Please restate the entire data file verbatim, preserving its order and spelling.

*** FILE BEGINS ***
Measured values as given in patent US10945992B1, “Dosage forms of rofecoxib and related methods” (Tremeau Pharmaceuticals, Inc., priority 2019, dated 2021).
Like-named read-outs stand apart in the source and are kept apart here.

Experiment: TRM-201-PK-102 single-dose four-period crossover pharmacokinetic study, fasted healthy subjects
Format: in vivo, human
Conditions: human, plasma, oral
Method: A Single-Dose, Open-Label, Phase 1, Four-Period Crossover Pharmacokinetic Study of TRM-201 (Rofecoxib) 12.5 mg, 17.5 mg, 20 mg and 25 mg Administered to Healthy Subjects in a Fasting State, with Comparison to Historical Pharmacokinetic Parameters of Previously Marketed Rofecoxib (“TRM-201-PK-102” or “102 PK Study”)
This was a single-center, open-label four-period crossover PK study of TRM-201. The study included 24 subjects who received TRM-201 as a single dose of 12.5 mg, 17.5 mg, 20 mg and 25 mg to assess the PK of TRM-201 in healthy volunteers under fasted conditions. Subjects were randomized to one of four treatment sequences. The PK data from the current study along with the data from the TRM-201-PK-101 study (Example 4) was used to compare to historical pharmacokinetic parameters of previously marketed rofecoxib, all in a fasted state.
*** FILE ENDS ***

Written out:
Measured values as given in patent US10945992B1, “Dosage forms of rofecoxib and related methods” (Tremeau Pharmaceuticals, Inc., priority 2019, dated 2021).
Like-named read-outs stand apart in the source and are kept apart here.

Experiment: TRM-201-PK-102 single-dose four-period crossover pharmacokinetic study, fasted healthy subjects
Format: in vivo, human
Conditions: human, plasma, oral
Method: A Single-Dose, Open-Label, Phase 1, Four-Period Crossover Pharmacokinetic Study of TRM-201 (Rofecoxib) 12.5 mg, 17.5 mg, 20 mg and 25 mg Administered to Healthy Subjects in a Fasting State, with Comparison to Historical Pharmacokinetic Parameters of Previously Marketed Rofecoxib (“TRM-201-PK-102” or “102 PK Study”)
This was a single-center, open-label four-period crossover PK study of TRM-201. The study included 24 subjects who received TRM-201 as a single dose of 12.5 mg, 17.5 mg, 20 mg and 25 mg to assess the PK of TRM-201 in healthy volunteers under fasted conditions. Subjects were randomized to one of four treatment sequences. The PK data from the current study along with the data from the TRM-201-PK-101 study (Example 4) was used to compare to historical pharmacokinetic parameters of previously marketed rofecoxib, all in a fasted state.